The January 23, 2013, front page of the Toronto Star
|Owner(s)||Toronto Star Newspapers Ltd. (subsidiary of Torstar)|
|Founded||1892(as Evening Star)|
|Political alignment||Social liberalism|
|Headquarters|| 1 Yonge Street |
267,697 Sundays in 2015
The Toronto Star is a Canadian broadsheet daily newspaper. Based on 2015 statistics, it is Canada's highest-circulation newspaper on overall weekly circulation;although it is a close second to The Globe and Mail in daily circulation on weekdays, it overtakes the Globe in weekly circulation because the Globe does not publish a Sunday edition. The Toronto Star is owned by Toronto Star Newspapers Limited, a subsidiary of Torstar Corporation and part of Torstar's Daily News Brands division.
The Star (originally known as the Evening Star and then the Toronto Daily Star) was created in 1892by striking Toronto News printers and writers, led by future Mayor of Toronto and social reformer Horatio Clarence Hocken, who became the newspaper's founder, along with another future mayor, Jimmy Simpson.
The Star was first printed on Toronto World presses, and at its formation, The World owned a 51% interest in it 's proprietor, was considering selling the Star to the Riordon family. After an extensive fundraising campaign among the Star staff, Maclean agreed to sell his interest to Hocken.as a silent partner. That arrangement only lasted for two months, during which time it was rumoured that William Findlay "Billy" Maclean, The World
The paper did poorly in its first few years. Hocken sold out within the year, and several owners followed in succession until railway entrepreneur William Mackenzie bought it in 1896.Its new editors, Edmund E. Sheppard and Frederic Thomas Nicholls, moved the entire Star operation into the same building used by the magazine Saturday Night . This would continue until Joseph E. "Holy Joe" Atkinson, backed by funds raised by supporters of Prime Minister Wilfrid Laurier, bought the paper. The supporters included Senator George Cox, William Mulock, Peter Charles Larkin and Timothy Eaton.
Atkinson was the Star's editor from 1899 until his death in 1948.[ citation needed ] The newspaper's early opposition and criticism of the Nazi regime saw it become one of the first North American papers to be banned in Germany.
Atkinson had a social conscience. He championed many causes that would come to be associated with the modern welfare state: old age pensions, unemployment insurance, and health care. The Government of Canada Digital Collections website describes Atkinson as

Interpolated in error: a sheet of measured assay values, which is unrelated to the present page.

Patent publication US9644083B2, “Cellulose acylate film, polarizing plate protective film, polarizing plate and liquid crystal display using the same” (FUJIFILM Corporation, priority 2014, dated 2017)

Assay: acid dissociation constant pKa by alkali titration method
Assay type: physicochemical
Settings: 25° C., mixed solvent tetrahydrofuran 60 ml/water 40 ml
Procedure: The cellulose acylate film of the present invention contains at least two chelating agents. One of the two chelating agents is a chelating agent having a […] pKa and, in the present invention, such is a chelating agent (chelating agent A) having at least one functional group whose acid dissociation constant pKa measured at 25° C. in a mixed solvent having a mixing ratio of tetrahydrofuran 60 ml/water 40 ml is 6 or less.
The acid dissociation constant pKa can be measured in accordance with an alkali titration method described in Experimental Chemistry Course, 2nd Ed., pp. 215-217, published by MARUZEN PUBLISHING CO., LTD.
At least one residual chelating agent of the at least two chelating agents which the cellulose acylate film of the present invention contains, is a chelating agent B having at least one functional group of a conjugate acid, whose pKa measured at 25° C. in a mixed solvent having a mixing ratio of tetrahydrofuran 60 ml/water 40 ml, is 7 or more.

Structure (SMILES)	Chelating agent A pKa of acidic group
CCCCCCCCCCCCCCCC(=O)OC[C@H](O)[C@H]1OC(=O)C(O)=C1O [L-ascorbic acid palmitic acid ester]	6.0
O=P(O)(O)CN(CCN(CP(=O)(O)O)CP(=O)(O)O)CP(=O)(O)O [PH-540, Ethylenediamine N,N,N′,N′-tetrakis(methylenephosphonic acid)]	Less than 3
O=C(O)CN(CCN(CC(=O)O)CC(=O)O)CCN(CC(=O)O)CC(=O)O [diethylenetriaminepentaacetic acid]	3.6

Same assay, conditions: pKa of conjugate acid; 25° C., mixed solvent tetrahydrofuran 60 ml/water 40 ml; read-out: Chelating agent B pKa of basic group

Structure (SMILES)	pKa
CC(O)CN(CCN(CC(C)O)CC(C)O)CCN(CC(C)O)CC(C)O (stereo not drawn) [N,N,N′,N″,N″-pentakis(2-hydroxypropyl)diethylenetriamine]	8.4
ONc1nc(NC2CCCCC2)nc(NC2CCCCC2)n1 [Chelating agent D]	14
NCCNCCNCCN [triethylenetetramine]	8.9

a "radical" in the best sense of that term.... The Star was unique among North American newspapers in its consistent, ongoing advocacy of the interests of ordinary people. The friendship of Atkinson, the publisher, with Mackenzie King, the prime minister, was a major influence on the development of Canadian social policy.
Atkinson became the controlling shareholder of the Star.[ citation needed ] The Star was frequently criticized for practising the yellow journalism of its era. For decades, the paper included heavy doses of crime and sensationalism, along with advocating social change. From 1910 to 1973, the Star published a weekend supplement, the Star Weekly .
Shortly before his death in 1948, Joseph E. Atkinson transferred ownership of the paper to a charitable organization given the mandate of continuing the paper's liberal tradition.In 1949, the Province of Ontario passed the Charitable Gifts Act, barring charitable organizations from owning large parts of profit-making businesses, that effectively required the Star to be sold.
Atkinson's will had directed that profits from the paper's operations were "for the promotion and maintenance of social, scientific and economic reforms which are charitable in nature, for the benefit of the people of the province of Ontario" and it stipulated that the paper could be sold only to people who shared his social views.The five trustees of the charitable organization circumvented the Act by buying the paper themselves and swearing before the Supreme Court of Ontario to continue what became known as the "Atkinson Principles":
Descendants of the original owners, known as "the five families",still control the voting shares of Torstar, and the Atkinson Principles continue to guide the paper to this day. In February 2006, Star media columnist Antonia Zerbisias wrote on her blog:
Besides, we are the Star which means we all have the Atkinson Principles—and its multi-culti values—tattooed on our butts. Fine with me. At least we are upfront about our values, and they almost always work in favour of building a better Canada.
From 1922 to 1933, the Star was also a radio broadcaster on its station CFCA, broadcasting on a wavelength of 400 metres (749.48 kHz), whose coverage was complementary to the paper's reporting. The station was closed following the establishment of the Canadian Radio Broadcasting Commission and the introduction of a government policy that, in essence, restricted private stations to an effective radiated power of 100 watts. The Star would continue to supply sponsored content to the CRBC's CRCT station—which later became CBC station CBL—an arrangement that lasted until 1946.